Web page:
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chronic development. They are disorders diagnosed by a medical history, physical examination,
or other medical tests that can range in severity from mild and intermittent to debilitating and
chronic, and with several distinct features as well as disorders defined primarily by the location
of the pain”. The definitions of others governmental agencies and organizations mirror the
definition proposed by NIOSH, however, with some changes. U.S. Occupational Safety and
Health Administration (OSHA) (2010), dissociates MSD from the motor vehicle accidents or other
similar accidents and cites also some examples. The European Agency for Safety and Health at
Work (EU-OSHA) adds to the affected tissues the vascular system (Schneider and Irastorza, 2010).
World Health Organization (WHO) mirrors the above definitions (Luttmann et al., 2003). The
NIOSH and OSHA, by excluding explicitly from their definitions the disorders caused by certain
instantaneous or acute events and by incorporating specific examples, have added substantial
clarity as to what disorders are not to be denoted as MSD.
Even though WRMSD were described systematically for the first time more than two centuries ago
by B. Ramazzini (Franco, 1999), it does not exist yet a single definition about them on the scientific
literature. This is because its definition largely depends upon the organizations, authoritative
agencies and national institutes from which it has been promulgated (WHO, 1985). Therefore,
different definitions have been used and proposed. According to the definition used by EU-OSHA,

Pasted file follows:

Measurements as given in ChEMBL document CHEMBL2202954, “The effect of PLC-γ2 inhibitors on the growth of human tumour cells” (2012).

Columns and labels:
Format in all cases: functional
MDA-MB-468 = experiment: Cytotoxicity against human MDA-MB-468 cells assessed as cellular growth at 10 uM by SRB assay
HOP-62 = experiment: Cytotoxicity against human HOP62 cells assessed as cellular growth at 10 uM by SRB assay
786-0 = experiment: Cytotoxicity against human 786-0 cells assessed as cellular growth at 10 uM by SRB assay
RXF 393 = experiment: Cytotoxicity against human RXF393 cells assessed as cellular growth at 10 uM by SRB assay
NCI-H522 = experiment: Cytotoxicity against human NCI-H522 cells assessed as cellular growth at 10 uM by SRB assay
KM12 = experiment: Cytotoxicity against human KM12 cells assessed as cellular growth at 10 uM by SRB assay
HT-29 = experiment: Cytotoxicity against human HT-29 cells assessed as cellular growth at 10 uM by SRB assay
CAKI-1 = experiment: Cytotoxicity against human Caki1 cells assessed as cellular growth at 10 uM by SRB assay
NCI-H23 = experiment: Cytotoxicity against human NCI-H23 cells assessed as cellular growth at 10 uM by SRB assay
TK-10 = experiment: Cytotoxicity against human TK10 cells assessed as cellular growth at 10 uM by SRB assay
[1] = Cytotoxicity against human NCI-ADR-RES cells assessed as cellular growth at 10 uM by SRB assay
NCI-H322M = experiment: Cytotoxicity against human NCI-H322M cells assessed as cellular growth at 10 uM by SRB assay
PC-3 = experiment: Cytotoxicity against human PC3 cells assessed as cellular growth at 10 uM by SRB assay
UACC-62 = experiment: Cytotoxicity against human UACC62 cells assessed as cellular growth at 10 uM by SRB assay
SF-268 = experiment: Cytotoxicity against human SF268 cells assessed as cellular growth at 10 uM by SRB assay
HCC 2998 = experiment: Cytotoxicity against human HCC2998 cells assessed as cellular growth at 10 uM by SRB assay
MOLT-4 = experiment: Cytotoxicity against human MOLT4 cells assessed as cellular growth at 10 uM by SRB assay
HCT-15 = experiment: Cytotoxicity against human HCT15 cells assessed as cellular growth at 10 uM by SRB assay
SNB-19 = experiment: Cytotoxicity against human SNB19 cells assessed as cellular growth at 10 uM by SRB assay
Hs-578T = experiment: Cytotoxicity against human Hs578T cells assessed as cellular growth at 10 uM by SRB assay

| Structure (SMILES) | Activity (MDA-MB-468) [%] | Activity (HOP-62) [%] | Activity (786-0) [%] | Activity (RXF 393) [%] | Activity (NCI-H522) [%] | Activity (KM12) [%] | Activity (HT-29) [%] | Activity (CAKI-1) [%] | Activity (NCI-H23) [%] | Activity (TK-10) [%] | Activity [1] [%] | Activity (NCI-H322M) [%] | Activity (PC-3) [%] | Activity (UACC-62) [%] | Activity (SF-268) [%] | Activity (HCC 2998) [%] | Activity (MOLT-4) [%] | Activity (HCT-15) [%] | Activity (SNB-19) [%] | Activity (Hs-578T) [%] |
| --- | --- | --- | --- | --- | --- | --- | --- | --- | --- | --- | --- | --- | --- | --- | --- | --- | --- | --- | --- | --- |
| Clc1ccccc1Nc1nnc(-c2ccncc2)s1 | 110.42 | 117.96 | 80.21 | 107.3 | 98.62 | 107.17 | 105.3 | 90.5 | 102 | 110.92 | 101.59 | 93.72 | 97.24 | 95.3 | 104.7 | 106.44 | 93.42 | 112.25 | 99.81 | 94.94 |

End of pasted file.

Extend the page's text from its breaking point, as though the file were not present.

WRMSD are MSD that are caused or aggravated primarily by the performance of work and by the
effects of the immediate environment where the work is carried out. Most of them are cumulative
disorders, resulting from repeated exposures to high – or low – intensity loads over a long period of
time. The symptoms may vary from discomfort and pain to decreased body function and disability
(Podniece et al., 2007, 2008). Definitions used by others authorities mirror that of EU-OSHA
(ANSI, 2007; NIOSH, 1997; Swedish Work Environment Authority, 1998).
Therefore, by definition, WRMSD are an heterogenous group of MSD, which are supposed to be
caused, accelerated, exacerbated or aggravated by exposure to ergonomic physical, physiological
and psychosocial risk factors, and their occupational exposure profile depends on which organ
or tissue level the underlying pathophysiological mechanism acts (Barbe and Barr, 2006; Forde,
Punnett, and Wegnar, 2002; Hagberg et al., 1995). In contrast to occupational diseases, where
there is a direct exposure-response relationship between hazard and disease (e.g., asbestos →
asbestosis), WRMSD do not involve always an objective pathologic condition (WHO, 1985). On one
hand, there are WRMSD for which a diagnosis can be deduced from specific symptoms and where
work related exposures are coherent with the development of the disorder (e.g., carpal tunnel
syndrome) and on the other hand, there are work related symptoms for which it is impossible to
identify reliably the pathology (e.g., iLBP) (Balagué et al., 2007; Boocock et al., 2009; Hagberg
et al., 1995; Op de Beek and Hermans, 2000; Van Dieën and Van der Beek, 2009; Visser and Van
Dieën, 2006).
Frequently, others synonymous terms have also been used internationally to describe WRMSD or a
group of them: work-related upper-limb disorders (WRULD), cumulative trauma disorders (mostly
in U.S.), repetitive motion injuries, occupational cervicobrachial diseases (mostly in Japan and
Sweden), repetitive strain injuries (mostly in Australia, U.K. and Canada), occupational overuse
syndromes (mostly in Australia), occupational overexertion syndromes, activity related soft tissue
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